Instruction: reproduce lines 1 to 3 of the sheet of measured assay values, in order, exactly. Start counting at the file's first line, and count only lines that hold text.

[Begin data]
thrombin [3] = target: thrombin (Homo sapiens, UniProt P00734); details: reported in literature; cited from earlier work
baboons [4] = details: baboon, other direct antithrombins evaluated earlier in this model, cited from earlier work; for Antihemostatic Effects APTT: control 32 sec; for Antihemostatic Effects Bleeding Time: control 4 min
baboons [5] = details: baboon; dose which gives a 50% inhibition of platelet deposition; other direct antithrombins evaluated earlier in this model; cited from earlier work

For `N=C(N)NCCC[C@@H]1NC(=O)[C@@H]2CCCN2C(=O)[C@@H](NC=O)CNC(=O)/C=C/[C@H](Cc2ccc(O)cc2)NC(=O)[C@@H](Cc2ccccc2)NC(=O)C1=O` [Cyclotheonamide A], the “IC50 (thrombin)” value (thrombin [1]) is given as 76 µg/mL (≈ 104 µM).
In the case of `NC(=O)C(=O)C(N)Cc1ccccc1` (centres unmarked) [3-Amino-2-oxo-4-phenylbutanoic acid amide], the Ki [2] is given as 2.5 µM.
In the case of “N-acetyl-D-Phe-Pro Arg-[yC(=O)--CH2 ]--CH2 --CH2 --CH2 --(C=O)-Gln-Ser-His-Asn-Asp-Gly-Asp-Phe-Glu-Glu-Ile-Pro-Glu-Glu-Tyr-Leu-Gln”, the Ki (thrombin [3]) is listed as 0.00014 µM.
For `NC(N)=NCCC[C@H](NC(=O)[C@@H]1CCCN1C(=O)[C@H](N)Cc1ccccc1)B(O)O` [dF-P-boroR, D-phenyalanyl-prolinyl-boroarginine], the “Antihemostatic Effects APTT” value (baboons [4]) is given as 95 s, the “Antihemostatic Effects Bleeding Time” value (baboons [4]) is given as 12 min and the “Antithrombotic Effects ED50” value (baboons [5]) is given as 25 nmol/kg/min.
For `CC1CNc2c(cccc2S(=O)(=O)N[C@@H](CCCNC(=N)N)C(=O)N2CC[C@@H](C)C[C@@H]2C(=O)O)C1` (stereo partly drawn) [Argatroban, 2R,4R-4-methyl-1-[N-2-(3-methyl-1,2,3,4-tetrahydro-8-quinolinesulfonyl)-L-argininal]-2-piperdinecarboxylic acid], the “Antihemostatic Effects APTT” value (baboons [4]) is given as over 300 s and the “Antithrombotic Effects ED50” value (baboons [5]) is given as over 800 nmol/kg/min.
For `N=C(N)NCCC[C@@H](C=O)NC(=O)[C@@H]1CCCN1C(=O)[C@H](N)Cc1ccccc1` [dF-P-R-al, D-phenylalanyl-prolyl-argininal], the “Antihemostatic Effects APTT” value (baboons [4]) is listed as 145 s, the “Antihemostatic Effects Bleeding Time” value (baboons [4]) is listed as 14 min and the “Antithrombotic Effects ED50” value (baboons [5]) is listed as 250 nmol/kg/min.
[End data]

thrombin [3] = target: thrombin (Homo sapiens, UniProt P00734); details: reported in literature; cited from earlier work
baboons [4] = details: baboon, other direct antithrombins evaluated earlier in this model, cited from earlier work; for Antihemostatic Effects APTT: control 32 sec; for Antihemostatic Effects Bleeding Time: control 4 min
baboons [5] = details: baboon; dose which gives a 50% inhibition of platelet deposition; other direct antithrombins evaluated earlier in this model; cited from earlier work